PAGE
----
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Bumper crop: Manitoba advisory service predicts record-setting wheat numbers

Close-up on a wheat crop.
Close-up on a wheat crop. File / Global News

After a year of unprecedented challenges, it looks like the hard work done by Manitoba’s farmers might pay off.

Farm Link Marketing Solutions, a Winnipeg-based farmer advisory service, toured farms across western Canada, and their analysis is that with favourable weather, we could see 39 million tonnes of wheat this year — smashing a 2013 record.

And wheat’s not alone — Farm Link’s projections are calling for banner years for canola and oat as well, depending on the weather.

Read more: Coronavirus: Manitoba farmers taking one day at a time as planting season looms

Farm Link’s Neil Townsend told 680 CJOB that current seed technology, which works well in Manitoba’s soil may have a lot to do with the success.

“If you get timely rain and generally good weather, we’re going to have yields today, which you really wouldn’t have seen 10, 15, 20 years ago,” he said.

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“We expected a big crop and we saw a big crop.”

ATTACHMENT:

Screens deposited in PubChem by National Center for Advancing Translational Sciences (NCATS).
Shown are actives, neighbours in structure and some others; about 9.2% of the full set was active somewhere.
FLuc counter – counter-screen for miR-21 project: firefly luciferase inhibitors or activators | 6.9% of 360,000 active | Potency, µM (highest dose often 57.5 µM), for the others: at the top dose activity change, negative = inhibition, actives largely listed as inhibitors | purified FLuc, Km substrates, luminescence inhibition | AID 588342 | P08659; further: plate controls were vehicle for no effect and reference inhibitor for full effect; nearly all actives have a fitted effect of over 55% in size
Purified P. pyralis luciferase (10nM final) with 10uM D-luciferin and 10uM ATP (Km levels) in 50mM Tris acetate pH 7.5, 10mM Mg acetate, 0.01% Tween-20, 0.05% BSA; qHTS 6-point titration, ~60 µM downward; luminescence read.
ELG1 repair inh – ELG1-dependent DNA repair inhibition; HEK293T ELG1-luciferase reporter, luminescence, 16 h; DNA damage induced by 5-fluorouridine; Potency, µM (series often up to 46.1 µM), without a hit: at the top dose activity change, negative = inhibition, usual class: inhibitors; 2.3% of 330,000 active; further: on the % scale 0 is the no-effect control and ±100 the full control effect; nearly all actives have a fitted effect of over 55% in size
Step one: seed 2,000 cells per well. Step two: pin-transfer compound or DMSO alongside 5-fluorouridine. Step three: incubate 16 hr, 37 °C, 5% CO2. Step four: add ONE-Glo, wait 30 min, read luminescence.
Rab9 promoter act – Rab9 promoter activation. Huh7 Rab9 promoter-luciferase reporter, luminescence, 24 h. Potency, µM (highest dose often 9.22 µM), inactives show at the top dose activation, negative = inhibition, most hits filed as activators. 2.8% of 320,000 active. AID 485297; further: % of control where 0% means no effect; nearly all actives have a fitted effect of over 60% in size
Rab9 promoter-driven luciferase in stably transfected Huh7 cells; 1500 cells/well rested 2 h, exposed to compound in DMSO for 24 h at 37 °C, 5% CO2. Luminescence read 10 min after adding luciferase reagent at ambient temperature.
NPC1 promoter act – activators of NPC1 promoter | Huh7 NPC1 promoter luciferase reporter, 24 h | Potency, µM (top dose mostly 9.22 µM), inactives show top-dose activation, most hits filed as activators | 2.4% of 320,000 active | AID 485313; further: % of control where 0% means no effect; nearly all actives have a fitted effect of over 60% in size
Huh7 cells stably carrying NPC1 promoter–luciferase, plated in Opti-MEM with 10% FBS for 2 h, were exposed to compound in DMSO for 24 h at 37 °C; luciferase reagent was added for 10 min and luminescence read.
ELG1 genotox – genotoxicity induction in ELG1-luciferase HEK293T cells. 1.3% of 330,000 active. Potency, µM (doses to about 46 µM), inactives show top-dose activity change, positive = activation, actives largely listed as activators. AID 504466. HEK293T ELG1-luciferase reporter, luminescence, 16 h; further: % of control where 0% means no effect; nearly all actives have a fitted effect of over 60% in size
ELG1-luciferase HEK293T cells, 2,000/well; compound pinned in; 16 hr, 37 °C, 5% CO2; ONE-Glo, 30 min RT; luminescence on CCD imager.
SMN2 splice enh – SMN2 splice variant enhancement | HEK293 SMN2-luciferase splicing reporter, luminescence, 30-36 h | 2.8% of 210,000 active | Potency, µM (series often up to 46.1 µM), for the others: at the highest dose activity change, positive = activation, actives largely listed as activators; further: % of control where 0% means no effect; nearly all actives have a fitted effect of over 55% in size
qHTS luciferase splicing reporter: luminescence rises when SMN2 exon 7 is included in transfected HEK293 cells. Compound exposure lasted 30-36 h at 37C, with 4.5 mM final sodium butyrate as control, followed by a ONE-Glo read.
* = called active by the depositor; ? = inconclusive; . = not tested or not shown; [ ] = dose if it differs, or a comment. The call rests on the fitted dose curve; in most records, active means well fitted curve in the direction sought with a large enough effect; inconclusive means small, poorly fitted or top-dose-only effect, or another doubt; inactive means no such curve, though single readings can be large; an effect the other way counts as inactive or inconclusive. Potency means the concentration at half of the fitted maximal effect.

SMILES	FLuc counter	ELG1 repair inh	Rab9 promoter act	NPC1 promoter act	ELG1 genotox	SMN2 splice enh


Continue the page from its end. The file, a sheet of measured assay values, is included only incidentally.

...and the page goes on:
“We found that conditions were generally quite good — there wasn’t as much evidence of the hardships that maybe southwestern Manitoba faced during the early part of the year.

“Crops have rebounded and look pretty good.”

Some areas, like Westman, that dealt with a drier-than-hoped-for season, were saved thanks to the excess moisture from last Thanksgiving’s record-setting storm, he said.

Read more: Manitoba farmers set to begin historic seeding season

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Manitoba agriculture writer Harry Siemens told 680 CJOB that Farm Link’s projections are in line with what he’s seen first-hand in the region.

“I’ve actually flown and looked at the crops from above, I’ve toured, I’ve talked to so many farmers… and when everything is said and done, we’ve got an above average crop overall… if everything stays fair game until the crop comes off.

“We’re already combining and we’re starting to see some of those yields. It’s an absolutely wonderful time of year.”

Both Townsend and Siemens said the good news doesn’t apply to all farmers. There are definitely some producers in Manitoba and on the prairies who have struggled mightily, but on average, it’s a positive sign.

“My hat’s off to the guys and gals who are out there farming. We have the best farmers in the world,” said Siemens.

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Manitoba farmer’s canola field damaged